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Among Marc Galanter’s many important insights is that understanding litigation requires understanding its participants. In his most-cited work, Why the “Haves” Come Out Ahead, Galanter pioneered a somersault in the typical approach to legal institutions and legal change: Most analyses of the legal system start at the rules end and work down through institutional facilities to see what effect the rules have on the parties. I would like to reverse that procedure and look through the other end of the telescope. Let’s think about the different kinds of parties and the effect these differences might have on the way the system works. The interested parties—plaintiffs, defendants, and their counsel—are key, Galanter suggests. Indeed, this is one of the recurring themes of his work. If we wish to understand legal change, he warns us not to “exclude[] or marginalize[]” “[s]ources of legal change other than changes in the rules . . . (for example, changes in the number, organization, or style of lawyers and changes in the expectations, organization, or capabilities of litigants).” Differences among litigants and lawyers mean that “the same rule change may bring about quite varied changes of practice in different settings.” More generally, Galanter urges us to resist “identifying ‘law’ with doctrine”; law, he counsels, must not be “viewed as a thing apart from practice or action,” nor “doctrinal change [be] isolated from other kinds of legal change.” He asks us to preserve “the richness of context—and with it the indeterminacy and wildness that is entwined with the stability and routine of legal life.” “If we want to understand legal change,” he explains, “we will have to move further from the ambit of conventional legal analysis.”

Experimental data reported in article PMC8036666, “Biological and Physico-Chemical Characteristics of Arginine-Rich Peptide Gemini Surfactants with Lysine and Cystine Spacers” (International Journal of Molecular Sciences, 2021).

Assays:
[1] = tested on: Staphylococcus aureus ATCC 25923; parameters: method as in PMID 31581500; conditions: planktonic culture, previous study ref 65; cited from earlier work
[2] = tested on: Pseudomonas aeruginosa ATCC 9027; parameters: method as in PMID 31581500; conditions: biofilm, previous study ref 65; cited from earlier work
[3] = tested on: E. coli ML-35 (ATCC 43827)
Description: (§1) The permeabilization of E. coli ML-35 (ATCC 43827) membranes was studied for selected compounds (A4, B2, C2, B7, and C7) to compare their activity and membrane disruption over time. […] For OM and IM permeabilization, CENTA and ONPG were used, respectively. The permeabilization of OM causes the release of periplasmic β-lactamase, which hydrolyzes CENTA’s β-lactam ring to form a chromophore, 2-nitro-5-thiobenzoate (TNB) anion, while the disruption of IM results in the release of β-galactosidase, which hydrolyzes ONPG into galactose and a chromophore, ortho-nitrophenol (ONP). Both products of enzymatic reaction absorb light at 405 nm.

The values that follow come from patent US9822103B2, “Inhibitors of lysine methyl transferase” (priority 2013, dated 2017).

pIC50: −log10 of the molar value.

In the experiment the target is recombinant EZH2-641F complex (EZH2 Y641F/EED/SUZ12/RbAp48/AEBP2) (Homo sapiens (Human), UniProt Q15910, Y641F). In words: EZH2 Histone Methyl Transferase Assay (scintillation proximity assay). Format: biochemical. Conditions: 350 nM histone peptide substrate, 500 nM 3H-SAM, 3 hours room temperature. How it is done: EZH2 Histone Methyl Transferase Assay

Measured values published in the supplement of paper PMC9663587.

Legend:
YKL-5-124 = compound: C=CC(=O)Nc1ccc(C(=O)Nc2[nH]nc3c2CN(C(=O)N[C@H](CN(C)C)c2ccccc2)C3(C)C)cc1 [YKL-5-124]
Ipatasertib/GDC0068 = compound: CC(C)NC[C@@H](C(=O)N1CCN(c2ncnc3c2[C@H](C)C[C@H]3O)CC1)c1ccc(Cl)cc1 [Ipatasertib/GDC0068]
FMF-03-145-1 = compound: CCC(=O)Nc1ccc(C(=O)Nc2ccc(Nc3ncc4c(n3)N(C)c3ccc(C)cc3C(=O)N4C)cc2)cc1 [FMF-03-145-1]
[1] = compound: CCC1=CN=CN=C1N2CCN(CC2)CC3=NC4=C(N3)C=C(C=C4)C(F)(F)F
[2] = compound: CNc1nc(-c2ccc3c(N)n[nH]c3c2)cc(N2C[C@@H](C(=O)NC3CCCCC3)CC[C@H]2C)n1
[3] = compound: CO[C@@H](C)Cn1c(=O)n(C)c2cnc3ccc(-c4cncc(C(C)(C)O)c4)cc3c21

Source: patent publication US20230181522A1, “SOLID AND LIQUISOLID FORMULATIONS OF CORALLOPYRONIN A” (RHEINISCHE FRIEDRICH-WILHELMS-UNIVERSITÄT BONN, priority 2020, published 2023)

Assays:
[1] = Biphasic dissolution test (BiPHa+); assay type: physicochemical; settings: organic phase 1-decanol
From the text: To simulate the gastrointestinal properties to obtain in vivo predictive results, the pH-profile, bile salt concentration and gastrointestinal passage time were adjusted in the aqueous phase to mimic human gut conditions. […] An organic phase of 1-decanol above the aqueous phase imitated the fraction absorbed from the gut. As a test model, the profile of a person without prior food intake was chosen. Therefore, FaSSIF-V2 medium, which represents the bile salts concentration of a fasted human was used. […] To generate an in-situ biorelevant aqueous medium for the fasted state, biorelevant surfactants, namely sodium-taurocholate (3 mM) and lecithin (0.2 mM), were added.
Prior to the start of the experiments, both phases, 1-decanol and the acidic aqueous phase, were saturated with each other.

Work published when author not on Michigan Law faculty.